BOX 1-1Grand Challenges for Engineering

In the century just ended, engineering recorded its grandest accomplishments. The widespread development and distribution of electricity and clean water, automobiles and airplanes, radio and television, spacecraft and lasers, antibiotics and medical imaging, and computers and the Internet are just some of the highlights from a century in which engineering revolutionized and improved virtually every aspect of human life. Find out more about the great engineering achievements of the 20th century from a separate NAE Web site: www.greatachievements.org.

For all of these advances, though, the century ahead poses challenges as formidable as any from millennia past. As the population grows and its needs and desires expand, the problem of sustaining civilization’s continuing advancement, while still improving the quality of life, looms more immediate. Old and new threats to personal and public health demand more effective and more readily available treatments. Vulnerabilities to pandemic diseases, terrorist violence, and natural disasters require serious searches for new methods of protection and prevention. And products and processes that enhance the joy of living remain a top priority of engineering innovation, as they have been since the taming of fire and the invention of the wheel.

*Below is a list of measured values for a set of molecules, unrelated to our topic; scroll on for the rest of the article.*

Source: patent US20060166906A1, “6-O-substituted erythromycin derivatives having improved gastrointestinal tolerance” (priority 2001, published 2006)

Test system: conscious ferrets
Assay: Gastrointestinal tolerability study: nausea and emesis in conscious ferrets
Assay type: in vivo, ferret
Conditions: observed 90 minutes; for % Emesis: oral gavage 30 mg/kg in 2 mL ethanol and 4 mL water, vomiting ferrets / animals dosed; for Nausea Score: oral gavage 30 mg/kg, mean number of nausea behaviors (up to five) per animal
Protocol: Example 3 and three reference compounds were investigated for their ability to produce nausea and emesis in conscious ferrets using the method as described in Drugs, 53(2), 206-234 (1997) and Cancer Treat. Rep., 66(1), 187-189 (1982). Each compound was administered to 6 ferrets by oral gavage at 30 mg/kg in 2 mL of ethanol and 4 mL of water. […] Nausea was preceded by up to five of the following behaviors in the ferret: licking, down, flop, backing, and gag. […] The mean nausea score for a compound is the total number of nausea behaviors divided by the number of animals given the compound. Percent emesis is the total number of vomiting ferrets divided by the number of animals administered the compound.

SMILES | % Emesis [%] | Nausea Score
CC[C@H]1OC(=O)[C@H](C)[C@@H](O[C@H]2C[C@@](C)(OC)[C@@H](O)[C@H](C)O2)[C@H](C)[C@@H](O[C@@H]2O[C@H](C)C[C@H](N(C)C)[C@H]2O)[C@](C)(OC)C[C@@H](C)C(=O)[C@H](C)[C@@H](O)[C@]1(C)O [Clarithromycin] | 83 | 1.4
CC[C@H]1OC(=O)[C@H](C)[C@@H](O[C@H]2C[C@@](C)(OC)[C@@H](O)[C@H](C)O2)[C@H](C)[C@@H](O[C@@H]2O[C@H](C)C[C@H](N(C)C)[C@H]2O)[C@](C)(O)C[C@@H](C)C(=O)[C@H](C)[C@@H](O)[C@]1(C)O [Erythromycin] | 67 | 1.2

In each of these broad realms of human concern—sustainability, health, vulnerability, and joy of living —specific grand challenges await engineering solutions. The world’s cadre of engineers will seek ways to put knowledge into practice to meet these grand challenges. Applying the rules of reason, the findings of science, the aesthetics of art, and the spark of creative imagination, engineers will continue the tradition of forging a better future.

—Introduction to The Grand Challenges for Engineering, Grand Challenges for Engineering Web site, National Academy of Engineering (2008).

From: 1, A Strong Science and Engineering Workforce

Cover of Expanding Underrepresented Minority Participation
Expanding Underrepresented Minority Participation.
National Academy of Sciences (US), National Academy of Engineering (US), and Institute of Medicine (US) Committee on Underrepresented Groups and the Expansion of the Science and Engineering Workforce Pipeline.
Washington (DC): National Academies Press (US); 2011.
Copyright © 2011, National Academy of Sciences.

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